“I thought it was pretty cool,” Ryan admitted.
Carrie’s face turned pink, and she could’ve sworn Ryan’s did, too.
Neither of them got any sleep that night. They unintentionally pulled an all-nighter, talking until dawn about the trajectory their lives had taken since they’d last spoken. Carrie learned that Ryan went to trade school to become an electrician, and was currently in the middle of starting his own company. “It’s not as exciting as design school, but I enjoy it,” he joked.
The mechanic came downstairs the next morning to find Carrie and Ryan huddled together under a blanket, laughing like old friends. “Did the two of you get any sleep?” he mused aloud, but neither of them took notice.
He cleared his throat, and only then did Carrie turn to look at him. “They cleared the roads overnight,” he informed them. “You both should be good to leave now.”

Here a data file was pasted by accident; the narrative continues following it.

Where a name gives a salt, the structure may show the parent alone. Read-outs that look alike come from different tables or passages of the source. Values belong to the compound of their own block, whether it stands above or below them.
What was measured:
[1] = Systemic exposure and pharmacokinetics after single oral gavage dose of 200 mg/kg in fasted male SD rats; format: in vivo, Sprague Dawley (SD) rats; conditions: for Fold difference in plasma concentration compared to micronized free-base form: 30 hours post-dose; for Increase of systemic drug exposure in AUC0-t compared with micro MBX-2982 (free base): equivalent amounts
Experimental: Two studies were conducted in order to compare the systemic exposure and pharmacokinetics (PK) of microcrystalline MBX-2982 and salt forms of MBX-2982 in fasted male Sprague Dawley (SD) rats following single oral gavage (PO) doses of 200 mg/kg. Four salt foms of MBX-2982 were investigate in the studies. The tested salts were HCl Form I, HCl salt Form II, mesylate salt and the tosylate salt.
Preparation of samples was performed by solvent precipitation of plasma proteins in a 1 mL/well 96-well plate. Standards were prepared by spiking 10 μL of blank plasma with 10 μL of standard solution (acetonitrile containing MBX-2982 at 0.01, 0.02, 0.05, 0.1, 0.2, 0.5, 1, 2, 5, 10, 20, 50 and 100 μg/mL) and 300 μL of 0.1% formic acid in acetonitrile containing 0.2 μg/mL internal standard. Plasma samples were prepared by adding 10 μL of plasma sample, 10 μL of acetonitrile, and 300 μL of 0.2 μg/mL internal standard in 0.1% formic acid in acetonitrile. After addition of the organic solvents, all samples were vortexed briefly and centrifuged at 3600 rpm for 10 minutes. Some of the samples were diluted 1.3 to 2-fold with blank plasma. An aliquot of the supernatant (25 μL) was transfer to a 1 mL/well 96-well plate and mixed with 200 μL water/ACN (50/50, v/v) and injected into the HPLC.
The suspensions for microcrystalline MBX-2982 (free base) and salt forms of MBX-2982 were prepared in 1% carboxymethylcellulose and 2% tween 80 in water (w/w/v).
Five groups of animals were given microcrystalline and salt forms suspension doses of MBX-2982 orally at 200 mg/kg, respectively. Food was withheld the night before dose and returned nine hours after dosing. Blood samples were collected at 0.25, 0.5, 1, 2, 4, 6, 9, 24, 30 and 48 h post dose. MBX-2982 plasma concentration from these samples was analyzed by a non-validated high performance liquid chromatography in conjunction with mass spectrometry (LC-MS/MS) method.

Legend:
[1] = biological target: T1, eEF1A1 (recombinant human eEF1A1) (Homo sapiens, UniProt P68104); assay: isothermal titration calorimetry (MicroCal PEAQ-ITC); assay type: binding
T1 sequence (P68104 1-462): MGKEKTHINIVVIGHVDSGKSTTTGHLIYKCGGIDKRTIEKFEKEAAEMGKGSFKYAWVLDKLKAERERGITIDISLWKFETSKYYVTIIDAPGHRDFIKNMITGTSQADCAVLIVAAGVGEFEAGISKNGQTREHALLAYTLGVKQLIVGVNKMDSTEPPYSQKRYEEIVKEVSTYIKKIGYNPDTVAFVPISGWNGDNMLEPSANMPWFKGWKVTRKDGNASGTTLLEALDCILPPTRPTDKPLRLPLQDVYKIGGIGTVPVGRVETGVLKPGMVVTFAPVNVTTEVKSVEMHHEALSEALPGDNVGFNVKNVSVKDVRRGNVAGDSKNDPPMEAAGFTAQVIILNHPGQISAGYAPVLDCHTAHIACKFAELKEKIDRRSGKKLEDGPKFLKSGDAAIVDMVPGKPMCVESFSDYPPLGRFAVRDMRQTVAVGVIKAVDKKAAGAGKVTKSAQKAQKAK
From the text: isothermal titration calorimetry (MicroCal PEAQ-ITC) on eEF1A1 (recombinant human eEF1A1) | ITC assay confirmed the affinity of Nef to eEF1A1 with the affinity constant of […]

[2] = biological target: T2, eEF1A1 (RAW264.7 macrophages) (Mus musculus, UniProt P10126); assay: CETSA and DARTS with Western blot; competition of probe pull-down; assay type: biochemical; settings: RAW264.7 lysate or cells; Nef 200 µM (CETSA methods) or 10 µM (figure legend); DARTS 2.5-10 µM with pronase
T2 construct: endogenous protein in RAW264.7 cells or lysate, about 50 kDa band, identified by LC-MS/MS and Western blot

“Oh, thank you.” Carrie found herself forcing a smile onto her face, surprised by the sinking feeling in her stomach. The auto shop had been their safe haven, a welcome escape from reality. Now, her and Ryan had to step off memory lane and step into the real world.
The mechanic gave Carrie and Ryan back the keys to their respective cars. They both stared at them for a moment before looking back up at each other.
“Do you still live in town?” Ryan asked her.
Carrie nodded. “My parents do, yeah.”
“I’m not far. If you’re free while you’re home on break, maybe I could pay a visit?”
A smile sparked across her face. “I’d like that.”
They turned to walk out the door. Just before they stepped into the cold air, they heard a whistle behind them. “Mistletoe, lovebirds,” the mechanic hollered.
They both looked up, and sure enough, a bright green sprig of mistletoe was hanging over their heads.
“This wasn’t here yesterday,” Carrie protested. The mechanic just smiled mysteriously and disappeared into his stockroom.
Ryan gave her a wry smile. “Guess we have no choice but to follow the rules.” He leaned forward, cupping her face in his hands, and tenderly kissed her on the lips. She kissed him back instinctively, their lips interlocking like long-lost puzzle pieces.
Ryan pulled away, grinning widely. “Merry Christmas, Carrie Rogers.”
Carrie smiled back. “Merry Christmas, Ryan Goldman.”